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Your day-by-day guide for celebrating the Lunar New Year

A man walks past a poster celebrating the upcoming Lunar New Year of the Pig at Ditan Park in Beijing, China January 28, 2019.
Reuters/Jason Lee
The best is yet to come.
By Echo Huang
Published Last updated This article is more than 2 years old.

The traditions associated with the Lunar New Year are full of auspicious meanings.

Ringing in the new year, also known as Chinese New Year or the spring festival, usually means following a set of customs passed down over generations in hopes of welcoming health, wealth, and good relationships over the coming year. There are specific rituals for the days leading up to the holiday—for the year of the pig in 2019, the new year starts on Feb. 5—and over the course of the spring festival.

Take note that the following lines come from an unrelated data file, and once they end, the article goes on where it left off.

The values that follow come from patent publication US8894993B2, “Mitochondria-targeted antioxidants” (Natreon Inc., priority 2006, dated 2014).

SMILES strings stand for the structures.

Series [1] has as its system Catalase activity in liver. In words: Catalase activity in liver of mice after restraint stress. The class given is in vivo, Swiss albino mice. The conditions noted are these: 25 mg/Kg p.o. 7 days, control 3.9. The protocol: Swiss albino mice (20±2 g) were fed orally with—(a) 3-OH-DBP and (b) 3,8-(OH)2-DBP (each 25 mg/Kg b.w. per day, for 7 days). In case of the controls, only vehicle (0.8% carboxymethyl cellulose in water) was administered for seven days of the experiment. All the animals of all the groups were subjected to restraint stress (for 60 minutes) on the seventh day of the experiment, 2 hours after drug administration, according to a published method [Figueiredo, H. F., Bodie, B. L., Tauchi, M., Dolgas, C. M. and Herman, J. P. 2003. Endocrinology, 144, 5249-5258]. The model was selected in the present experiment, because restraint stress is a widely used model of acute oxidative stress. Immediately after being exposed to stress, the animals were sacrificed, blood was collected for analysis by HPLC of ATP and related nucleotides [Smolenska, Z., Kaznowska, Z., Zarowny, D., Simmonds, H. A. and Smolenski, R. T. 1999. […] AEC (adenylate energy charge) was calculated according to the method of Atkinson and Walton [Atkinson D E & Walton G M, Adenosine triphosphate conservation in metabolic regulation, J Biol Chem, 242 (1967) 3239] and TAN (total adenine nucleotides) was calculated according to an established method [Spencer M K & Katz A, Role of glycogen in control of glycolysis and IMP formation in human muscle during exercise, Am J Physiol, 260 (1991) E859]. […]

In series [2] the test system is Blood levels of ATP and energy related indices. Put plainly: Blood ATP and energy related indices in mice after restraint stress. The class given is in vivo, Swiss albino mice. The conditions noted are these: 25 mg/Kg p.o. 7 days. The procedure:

Here’s your day-by-day guide for what you should do each day of the Lunar New Year.

Feb. 2: Day of cleaning

The 28th day of the last month on the lunar calendar—two days before the Lunar New Year—is designated the day of cleaning.

The act of cleaning is in many ways symbolic. By sweeping dust and discarding things that aren’t needed anymore, Chinese people are in essence saying farewell to the old year. But it’s also important to get the cleaning done before the new year because it’s believed the acts of sweeping, washing, and mopping—especially during the first five days of the spring festival—will drive one’s good fortune away.

Feb. 3 Farewell to the old year

It’s known as the little new year’s eve (link in Chinese). In ancient times, people welcomed guests to their house for meals as a farewell to the last lunar year. People would also spend the day preparing food for the next day. In Northern China, people make buns and sticky rice cakes, also known as “year” cakes (年糕). It’s also a day to worship your ancestors.

Feb. 4: Reunion dinner